Can we faithfully and with any confidence transpose the life of St Anthony the Great, of St John Chrysostom, of St Gregory Palamas onto a subway car in Manhattan, or a park bench in Cedar Rapids? What would it be like to live a fully Christian life, here and now, in the twenty-first century? What would a truly Christian life look like in our time—the life of an authentic disciple of our Lord?
If we are exceptionally blessed, we may have met one or two figures here or there who gave us a real glimpse of such a life, the life of an Orthodox Christian in our time as it is lived fully, deeply, radically. But such glimpses are often as rare as they are fleeting and unassuming; they don’t announce themselves with bright lights and trumpets, for they are moments when an inner holiness, the glimmer of an illumined heart, barely becomes visible and catches our gaze.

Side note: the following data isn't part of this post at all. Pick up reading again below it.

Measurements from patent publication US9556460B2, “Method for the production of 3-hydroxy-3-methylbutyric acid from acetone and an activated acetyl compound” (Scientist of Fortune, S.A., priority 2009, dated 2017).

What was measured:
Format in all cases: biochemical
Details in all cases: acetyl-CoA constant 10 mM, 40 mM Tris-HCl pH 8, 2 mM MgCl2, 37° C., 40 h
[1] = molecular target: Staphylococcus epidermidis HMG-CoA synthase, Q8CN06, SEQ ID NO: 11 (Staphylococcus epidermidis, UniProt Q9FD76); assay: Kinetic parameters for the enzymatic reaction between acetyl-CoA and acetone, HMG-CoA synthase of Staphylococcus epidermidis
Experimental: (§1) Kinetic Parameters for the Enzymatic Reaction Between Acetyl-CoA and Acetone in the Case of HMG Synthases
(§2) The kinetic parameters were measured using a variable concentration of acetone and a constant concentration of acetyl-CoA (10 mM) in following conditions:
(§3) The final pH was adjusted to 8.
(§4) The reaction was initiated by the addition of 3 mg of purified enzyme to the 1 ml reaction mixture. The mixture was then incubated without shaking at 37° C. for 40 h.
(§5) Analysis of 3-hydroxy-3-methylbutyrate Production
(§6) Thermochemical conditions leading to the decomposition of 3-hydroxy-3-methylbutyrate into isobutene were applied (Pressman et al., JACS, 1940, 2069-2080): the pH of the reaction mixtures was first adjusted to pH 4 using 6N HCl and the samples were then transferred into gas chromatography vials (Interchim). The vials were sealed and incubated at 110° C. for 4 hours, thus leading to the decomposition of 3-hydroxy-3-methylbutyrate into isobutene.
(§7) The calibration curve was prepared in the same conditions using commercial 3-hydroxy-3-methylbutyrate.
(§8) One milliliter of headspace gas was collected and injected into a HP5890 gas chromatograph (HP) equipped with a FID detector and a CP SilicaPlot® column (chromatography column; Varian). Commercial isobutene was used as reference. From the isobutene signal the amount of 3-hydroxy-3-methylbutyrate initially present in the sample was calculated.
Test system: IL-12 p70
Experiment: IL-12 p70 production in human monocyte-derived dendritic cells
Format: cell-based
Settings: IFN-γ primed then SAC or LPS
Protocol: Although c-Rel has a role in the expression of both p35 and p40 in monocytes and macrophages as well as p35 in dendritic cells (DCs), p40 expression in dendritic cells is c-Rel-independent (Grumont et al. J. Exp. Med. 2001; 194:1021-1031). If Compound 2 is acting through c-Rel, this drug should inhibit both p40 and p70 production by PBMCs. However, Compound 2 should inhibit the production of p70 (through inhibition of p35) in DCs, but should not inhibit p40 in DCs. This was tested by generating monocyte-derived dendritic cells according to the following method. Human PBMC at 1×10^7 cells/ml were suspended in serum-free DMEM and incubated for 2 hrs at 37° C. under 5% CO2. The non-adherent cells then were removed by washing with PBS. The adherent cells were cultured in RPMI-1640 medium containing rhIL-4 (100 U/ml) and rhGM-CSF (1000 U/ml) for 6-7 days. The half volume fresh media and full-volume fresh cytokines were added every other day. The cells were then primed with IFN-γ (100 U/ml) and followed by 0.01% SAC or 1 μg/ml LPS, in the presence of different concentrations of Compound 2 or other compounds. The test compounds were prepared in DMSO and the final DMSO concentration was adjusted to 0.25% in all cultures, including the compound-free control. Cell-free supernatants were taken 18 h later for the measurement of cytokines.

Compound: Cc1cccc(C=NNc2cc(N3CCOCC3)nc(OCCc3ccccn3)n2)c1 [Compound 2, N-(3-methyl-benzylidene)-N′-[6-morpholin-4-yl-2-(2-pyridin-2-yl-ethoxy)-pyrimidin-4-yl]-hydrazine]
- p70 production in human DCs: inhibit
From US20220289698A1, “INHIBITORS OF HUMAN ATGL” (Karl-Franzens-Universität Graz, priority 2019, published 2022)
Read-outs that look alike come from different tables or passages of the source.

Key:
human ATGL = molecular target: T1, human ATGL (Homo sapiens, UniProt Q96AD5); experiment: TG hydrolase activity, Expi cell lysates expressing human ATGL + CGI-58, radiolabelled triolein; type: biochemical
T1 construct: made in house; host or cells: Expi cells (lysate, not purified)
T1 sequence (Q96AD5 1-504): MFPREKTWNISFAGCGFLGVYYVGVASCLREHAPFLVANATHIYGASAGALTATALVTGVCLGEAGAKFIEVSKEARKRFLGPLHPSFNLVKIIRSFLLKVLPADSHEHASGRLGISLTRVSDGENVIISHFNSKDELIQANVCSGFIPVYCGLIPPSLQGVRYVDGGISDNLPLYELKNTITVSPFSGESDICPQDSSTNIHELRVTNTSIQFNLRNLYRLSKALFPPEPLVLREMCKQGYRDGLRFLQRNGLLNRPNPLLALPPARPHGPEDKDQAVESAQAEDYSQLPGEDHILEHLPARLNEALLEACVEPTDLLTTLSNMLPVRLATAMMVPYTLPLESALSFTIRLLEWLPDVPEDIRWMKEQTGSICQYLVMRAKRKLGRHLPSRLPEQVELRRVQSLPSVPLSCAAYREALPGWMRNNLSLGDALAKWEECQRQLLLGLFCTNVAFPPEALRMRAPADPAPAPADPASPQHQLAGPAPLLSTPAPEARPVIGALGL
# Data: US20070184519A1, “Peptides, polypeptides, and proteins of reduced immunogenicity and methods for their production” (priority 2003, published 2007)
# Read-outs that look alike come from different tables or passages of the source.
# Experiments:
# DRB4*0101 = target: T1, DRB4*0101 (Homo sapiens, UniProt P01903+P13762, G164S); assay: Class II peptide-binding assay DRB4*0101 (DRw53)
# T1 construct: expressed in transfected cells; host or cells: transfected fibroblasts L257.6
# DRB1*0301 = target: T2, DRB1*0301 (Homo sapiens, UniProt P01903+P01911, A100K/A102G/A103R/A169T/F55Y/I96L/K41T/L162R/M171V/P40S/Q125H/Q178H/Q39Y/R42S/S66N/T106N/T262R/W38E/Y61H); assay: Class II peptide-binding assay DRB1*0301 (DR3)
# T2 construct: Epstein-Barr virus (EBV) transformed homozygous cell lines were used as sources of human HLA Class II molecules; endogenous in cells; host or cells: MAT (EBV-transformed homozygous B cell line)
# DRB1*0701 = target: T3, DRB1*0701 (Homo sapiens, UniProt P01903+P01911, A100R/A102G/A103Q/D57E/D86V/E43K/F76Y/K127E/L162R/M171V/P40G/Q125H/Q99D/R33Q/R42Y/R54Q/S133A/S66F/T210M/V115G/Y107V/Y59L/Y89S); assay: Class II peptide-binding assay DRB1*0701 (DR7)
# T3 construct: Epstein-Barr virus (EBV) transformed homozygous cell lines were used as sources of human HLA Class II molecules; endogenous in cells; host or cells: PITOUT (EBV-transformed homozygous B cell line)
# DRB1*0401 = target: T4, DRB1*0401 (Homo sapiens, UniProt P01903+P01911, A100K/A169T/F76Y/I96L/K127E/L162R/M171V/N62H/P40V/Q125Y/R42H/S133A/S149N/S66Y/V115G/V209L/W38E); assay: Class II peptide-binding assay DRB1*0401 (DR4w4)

Much of the time, however, these exemplary figures may very well seem to external observation no different from anyone else. Hence the importance of holy ones such as St Paisios, whose very being was utterly saturated with the light of divine grace—whose every word and gesture manifested the kind of life we should be seeking.
And therefore, the serious seeker cannot hear enough stories about these wonderful figures such as Sts Paisios and Pophryrios. We want to hear even the smallest details of their lives, things that may seem unimportant or trivial, for its is here perhaps most of all that we can see how life would look if it were filled with grace. And as we listen and learn, divine grace may itself pass through them into us as well.